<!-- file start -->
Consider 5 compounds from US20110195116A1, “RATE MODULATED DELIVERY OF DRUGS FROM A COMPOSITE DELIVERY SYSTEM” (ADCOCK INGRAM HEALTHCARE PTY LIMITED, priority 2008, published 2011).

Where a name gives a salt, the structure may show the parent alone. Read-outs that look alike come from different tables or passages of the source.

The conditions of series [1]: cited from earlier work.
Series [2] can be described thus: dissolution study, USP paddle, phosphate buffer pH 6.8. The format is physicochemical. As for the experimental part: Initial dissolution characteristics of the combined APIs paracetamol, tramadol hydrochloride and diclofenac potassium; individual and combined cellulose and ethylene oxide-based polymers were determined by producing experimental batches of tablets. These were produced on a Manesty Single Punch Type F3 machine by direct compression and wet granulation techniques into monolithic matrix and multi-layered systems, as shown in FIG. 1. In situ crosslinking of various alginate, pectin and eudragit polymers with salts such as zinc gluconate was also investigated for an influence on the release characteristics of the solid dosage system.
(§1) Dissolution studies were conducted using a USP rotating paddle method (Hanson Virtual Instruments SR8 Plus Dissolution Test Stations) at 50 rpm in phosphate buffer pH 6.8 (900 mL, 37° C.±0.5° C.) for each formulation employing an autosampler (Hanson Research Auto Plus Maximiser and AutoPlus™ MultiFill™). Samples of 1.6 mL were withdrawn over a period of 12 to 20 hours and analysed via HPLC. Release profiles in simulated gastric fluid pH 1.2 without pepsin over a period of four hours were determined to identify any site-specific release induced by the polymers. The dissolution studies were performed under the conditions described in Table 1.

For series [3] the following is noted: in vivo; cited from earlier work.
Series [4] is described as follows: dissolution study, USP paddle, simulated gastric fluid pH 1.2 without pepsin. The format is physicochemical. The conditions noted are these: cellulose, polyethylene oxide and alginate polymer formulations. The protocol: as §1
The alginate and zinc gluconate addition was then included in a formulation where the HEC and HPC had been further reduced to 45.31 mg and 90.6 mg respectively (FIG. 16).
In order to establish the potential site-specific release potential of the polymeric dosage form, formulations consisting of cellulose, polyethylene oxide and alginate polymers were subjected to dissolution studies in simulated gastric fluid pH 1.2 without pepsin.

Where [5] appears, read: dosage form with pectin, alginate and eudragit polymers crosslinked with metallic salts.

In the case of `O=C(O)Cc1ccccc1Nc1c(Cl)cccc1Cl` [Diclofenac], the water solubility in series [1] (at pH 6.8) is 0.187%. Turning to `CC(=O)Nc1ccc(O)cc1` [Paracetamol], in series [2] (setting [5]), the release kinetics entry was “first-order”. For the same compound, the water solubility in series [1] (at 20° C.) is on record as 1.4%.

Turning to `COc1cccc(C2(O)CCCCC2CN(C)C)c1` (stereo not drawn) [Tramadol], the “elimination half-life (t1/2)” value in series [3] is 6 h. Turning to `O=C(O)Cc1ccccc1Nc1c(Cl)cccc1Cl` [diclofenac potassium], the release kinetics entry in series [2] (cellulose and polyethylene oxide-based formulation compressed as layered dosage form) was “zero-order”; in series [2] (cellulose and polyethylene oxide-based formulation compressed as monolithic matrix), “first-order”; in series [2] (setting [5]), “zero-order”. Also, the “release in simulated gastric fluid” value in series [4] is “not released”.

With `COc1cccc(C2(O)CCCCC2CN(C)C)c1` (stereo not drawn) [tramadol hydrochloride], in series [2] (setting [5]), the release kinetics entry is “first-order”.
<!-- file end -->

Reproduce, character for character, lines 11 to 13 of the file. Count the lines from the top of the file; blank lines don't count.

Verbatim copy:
In the case of `O=C(O)Cc1ccccc1Nc1c(Cl)cccc1Cl` [Diclofenac], the water solubility in series [1] (at pH 6.8) is 0.187%. Turning to `CC(=O)Nc1ccc(O)cc1` [Paracetamol], in series [2] (setting [5]), the release kinetics entry was “first-order”. For the same compound, the water solubility in series [1] (at 20° C.) is on record as 1.4%.

Turning to `COc1cccc(C2(O)CCCCC2CN(C)C)c1` (stereo not drawn) [Tramadol], the “elimination half-life (t1/2)” value in series [3] is 6 h. Turning to `O=C(O)Cc1ccccc1Nc1c(Cl)cccc1Cl` [diclofenac potassium], the release kinetics entry in series [2] (cellulose and polyethylene oxide-based formulation compressed as layered dosage form) was “zero-order”; in series [2] (cellulose and polyethylene oxide-based formulation compressed as monolithic matrix), “first-order”; in series [2] (setting [5]), “zero-order”. Also, the “release in simulated gastric fluid” value in series [4] is “not released”.

With `COc1cccc(C2(O)CCCCC2CN(C)C)c1` (stereo not drawn) [tramadol hydrochloride], in series [2] (setting [5]), the release kinetics entry is “first-order”.